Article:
Joanie Lemercier is a French visual artist based in Bristol (UK) who created and run the visual label AntiVJ until 2013. Clearly stepping away from standard setups and techniques, Lemercier presents unique light performances and installations that challenge the audience by creating optical illusions that question one’s perception of space. Taking visuals away from the restrictions of flat rectangular screens, he transforms flat surfaces, sculptures or buildings into hypnotizing canvasses to create immersive site-specific experiences.
In his light canvases’ body of work, precise light beams pass over an array of rectangular structures printed on a flat surface. Darkness and illumination alternates to create an immersive threedimensional experience transforming our sense of space. As Edward Rothstein wrote in the NY Times in 2011 in an article called “When Pictures Leap to Other Screens”, there really is a thrill to these experiments. You are amazed at the technology while being entranced by the effects. Moving images, though the familiar substance of experience, have only been created in recent centuries. They seem more real than still images, but are more artificial in themselves, even unsettling; they resemble experience but seem divorced from it, even supplanting it. And while a still image proclaims permanence, a moving image is evanescent. Whatever the medium, it also has unusual power to affect perceptions and inspire amazement”.
In his light sculptures, Lemercier pushes the experience to another level, bringing a physical aspect to his three-dimensional sculpture-screens. He approaches sculpture as a volume in continuous transformation rather than a static mass, thereby making reality strangely unreal. For this purpose two layers are overlapped. On the one hand the physical layer- the object itself- controls the real space and shapes the volumetric base that serves as a support for the second level, a virtual projected layer of light that allows to control transformation and sequentiality.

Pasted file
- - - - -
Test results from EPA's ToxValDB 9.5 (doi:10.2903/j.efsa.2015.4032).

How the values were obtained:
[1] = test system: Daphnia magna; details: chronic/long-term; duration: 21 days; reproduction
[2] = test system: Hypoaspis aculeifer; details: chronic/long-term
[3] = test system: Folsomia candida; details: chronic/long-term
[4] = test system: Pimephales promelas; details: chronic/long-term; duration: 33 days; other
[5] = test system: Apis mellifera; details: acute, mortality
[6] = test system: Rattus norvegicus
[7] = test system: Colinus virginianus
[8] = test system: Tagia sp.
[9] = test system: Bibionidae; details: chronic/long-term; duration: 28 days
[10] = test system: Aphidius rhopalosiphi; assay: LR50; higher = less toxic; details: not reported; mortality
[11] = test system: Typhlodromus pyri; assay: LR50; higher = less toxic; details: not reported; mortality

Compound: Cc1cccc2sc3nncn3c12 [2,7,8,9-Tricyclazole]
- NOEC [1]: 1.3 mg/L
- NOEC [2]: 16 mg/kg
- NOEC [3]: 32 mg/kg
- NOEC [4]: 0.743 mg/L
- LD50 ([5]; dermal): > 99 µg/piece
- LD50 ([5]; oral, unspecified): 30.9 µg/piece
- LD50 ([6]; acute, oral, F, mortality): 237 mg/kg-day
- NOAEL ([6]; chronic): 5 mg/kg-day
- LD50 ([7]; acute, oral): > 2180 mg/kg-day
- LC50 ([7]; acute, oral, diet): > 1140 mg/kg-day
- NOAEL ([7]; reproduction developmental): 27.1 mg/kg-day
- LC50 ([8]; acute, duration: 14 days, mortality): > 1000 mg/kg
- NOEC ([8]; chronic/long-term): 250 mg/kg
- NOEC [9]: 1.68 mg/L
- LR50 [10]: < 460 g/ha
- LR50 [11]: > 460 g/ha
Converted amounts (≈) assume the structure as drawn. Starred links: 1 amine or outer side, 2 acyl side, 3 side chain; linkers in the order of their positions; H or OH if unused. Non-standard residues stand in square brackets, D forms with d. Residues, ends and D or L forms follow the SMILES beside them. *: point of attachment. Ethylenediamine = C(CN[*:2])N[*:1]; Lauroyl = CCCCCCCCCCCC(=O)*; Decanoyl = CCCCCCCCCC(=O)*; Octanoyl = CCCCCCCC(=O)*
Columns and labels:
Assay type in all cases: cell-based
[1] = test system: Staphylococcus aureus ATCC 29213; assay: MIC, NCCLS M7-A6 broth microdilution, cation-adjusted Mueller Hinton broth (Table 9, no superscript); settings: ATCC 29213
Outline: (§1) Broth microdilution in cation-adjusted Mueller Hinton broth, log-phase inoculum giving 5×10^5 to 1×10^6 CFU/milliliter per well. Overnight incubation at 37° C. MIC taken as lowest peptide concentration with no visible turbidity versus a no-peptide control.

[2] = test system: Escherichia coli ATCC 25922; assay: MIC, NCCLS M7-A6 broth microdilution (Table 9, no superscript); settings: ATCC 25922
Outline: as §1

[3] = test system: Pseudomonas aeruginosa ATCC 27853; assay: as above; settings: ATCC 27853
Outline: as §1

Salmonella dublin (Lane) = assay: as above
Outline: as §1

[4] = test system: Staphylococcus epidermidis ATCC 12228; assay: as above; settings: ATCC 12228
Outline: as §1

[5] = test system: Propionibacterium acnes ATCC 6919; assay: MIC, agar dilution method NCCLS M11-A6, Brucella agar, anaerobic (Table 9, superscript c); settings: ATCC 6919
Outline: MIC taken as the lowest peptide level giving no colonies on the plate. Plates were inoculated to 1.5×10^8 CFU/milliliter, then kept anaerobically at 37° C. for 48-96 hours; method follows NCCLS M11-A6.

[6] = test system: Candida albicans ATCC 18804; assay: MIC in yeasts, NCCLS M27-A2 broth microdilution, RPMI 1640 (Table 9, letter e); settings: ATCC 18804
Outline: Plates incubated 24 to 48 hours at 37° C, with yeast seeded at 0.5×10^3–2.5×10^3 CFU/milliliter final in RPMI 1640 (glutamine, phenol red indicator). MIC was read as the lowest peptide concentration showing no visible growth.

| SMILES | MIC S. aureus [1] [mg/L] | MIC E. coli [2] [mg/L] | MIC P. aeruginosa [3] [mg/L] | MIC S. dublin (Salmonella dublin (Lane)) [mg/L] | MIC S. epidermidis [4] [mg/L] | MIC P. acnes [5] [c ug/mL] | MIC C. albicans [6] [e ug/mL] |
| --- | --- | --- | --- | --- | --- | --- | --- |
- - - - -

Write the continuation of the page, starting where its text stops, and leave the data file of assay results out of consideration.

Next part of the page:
AntiVJ was initiated by a group of European-based artists whose work is focused on the use of projected light using various techniques such as video-mapping, tracking and stereoscopy to create holographic illusions. Over the last few years, Lemercier and AntiVJ’s artists have been working on all kinds of projects, from large scale mapping projections (the Old Port’s metallic conveyor’s tower at Montreal’s Mutek festival; in Songdo, South Korea’s futuristic city-proon the 25m high baroque organ of the Cathedral of Breda) to installation work (the Light Sculpture installation series showcased at Club Transmediale ’07, Geneva’s Contemporary Art Center ’08 and New York’s Empac festival ’10) to space/stage scenographic and audiovisual collaborations (developing tools to produce and control in real-time 3D stereoscopic content for French retro-futurist electronic band Principle of Geometry).
Drawing, projection, sound. 2014
“Fuji” is part of Lemercier‘s ongoing artwork series on volcanoes. It combines a large scale hand drawn landscape depicting the Fujiyama,
augmented by a layer of projected light. The abstract narratives are inspired by the legend of Kaguya Hime, a folk-tale from the 10th-century
and a key element in Japanese culture. It gives an imaginary and poetic vision of this story in an immersive environment.
The piece was premièred at the projection mapping exhibition in Takamatsu, in the art islands district of Japan.
Visuals: Joanie Lemercier
Music: Paul Jebanasam
Production: Juliette Bibasse